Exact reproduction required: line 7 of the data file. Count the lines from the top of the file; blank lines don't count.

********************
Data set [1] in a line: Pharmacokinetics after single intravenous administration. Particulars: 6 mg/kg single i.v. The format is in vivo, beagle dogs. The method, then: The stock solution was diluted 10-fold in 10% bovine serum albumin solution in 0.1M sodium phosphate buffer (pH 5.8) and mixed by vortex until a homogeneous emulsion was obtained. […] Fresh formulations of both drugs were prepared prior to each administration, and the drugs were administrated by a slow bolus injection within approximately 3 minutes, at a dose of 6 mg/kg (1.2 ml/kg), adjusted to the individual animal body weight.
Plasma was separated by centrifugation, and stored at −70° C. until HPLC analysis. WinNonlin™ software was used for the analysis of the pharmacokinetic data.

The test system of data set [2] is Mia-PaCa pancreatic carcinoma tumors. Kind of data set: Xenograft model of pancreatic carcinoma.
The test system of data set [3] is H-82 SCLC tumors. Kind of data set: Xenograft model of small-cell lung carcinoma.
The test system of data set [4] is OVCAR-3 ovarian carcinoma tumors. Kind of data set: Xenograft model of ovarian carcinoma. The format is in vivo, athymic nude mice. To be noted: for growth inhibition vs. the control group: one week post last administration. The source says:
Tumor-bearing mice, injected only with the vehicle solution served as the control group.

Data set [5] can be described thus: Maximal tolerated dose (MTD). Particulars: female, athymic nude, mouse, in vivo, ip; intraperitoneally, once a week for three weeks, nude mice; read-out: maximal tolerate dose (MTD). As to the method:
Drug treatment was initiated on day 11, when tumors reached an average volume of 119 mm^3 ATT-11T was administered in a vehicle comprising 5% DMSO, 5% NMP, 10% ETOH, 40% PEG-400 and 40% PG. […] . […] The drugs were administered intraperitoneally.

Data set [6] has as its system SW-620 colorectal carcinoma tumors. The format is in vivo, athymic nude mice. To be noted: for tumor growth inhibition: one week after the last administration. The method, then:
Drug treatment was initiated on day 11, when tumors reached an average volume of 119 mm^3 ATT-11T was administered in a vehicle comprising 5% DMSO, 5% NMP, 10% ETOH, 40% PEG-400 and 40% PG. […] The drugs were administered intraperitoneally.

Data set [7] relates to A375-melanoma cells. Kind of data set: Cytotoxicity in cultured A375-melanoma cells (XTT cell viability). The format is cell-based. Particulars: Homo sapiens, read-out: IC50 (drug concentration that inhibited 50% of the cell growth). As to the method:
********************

Data set [5] can be described thus: Maximal tolerated dose (MTD). Particulars: female, athymic nude, mouse, in vivo, ip; intraperitoneally, once a week for three weeks, nude mice; read-out: maximal tolerate dose (MTD). As to the method: